Pancreatic cancer has a low survival rate and new therapies are urgently needed. Currently the only treatments available are chemotherapy drugs that non-specifically target DNA replication and cell cycle progression. However, a new class of small molecule inhibitors have recently been developed targeting KRAS, an oncogene mutated in 90% of pancreatic cancers, which offer new promise for targeted therapy.
One of the reasons that pancreatic cancer is so hard to treat is that tumours are surrounded by extremely rigid, fibrotic extra-cellular matrix (ECM). This altered tumour microenvironment means that tumours are far stiffer than healthy tissue. Tissue stiffening has been shown to promote cancer cell proliferation, invasion and metastasis but also contribute to resistance to therapy.
This 4-year PhD project will investigate how the stiffness of the extracellular environment affects pancreatic cancer cell response to therapy, including standard chemotherapy drugs and new KRAS inhibitors. We will use a variety of cell biology techniques including cell culture, RNA sequencing and cutting-edge microscopy to unpick the molecular details of cells response to therapy. To understand the effects of tissue stiffening, cells will be grown in micro-fabricated chambers where the stiffness and ECM composition can be varied and mechanical forces (such as compression) can be applied.
This is a collaborative project between the Helen Matthews’ (School of Biosciences) and Helen Bryant’s (Dept. of Oncology and Metabolism) groups at the University of Sheffield. Being embedded within both the Biosciences and Oncology departments, this project will provide a broad training in cell and cancer biology and give access to a wide variety of development opportunities, in addition to those provided by the MRC DiMeN scheme. Both the Matthews and Bryant groups are based in shared laboratories that provide friendly, inclusive and supportive environments for our cancer researchers.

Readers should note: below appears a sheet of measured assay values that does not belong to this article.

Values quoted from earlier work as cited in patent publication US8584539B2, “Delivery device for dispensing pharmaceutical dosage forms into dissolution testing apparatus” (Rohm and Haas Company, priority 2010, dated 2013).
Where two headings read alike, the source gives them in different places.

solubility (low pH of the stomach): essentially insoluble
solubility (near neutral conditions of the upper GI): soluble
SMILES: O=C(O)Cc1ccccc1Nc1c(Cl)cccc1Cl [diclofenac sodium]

Please feel free to contact us if you would like to learn more about the project or research environment. More information on the host labs can also be found on our websites or twitter accounts:
Twitter: @helenkmatthews @bryantlab1
Benefits of being in the DiMeN DTP:
This project is part of the Discovery Medicine North Doctoral Training Partnership (DiMeN DTP), a diverse community of PhD students across the North of England researching the major health problems facing the world today. Our partner institutions (Universities of Leeds, Liverpool, Newcastle, York and Sheffield) are internationally recognised as centres of research excellence and can offer you access to state-of the-art facilities to deliver high impact research.
We are very proud of our student-centred ethos and committed to supporting you throughout your PhD. As part of the DTP, we offer bespoke training in key skills sought after in early career researchers, as well as opportunities to broaden your career horizons in a range of non-academic sectors.
Being funded by the MRC means you can access additional funding for research placements, international training opportunities or internships in science policy, science communication and beyond. See how our current DiMeN students have benefited from this funding here: https://www.dimen.org.uk/blog
Further information on the programme and how to apply can be found on our website: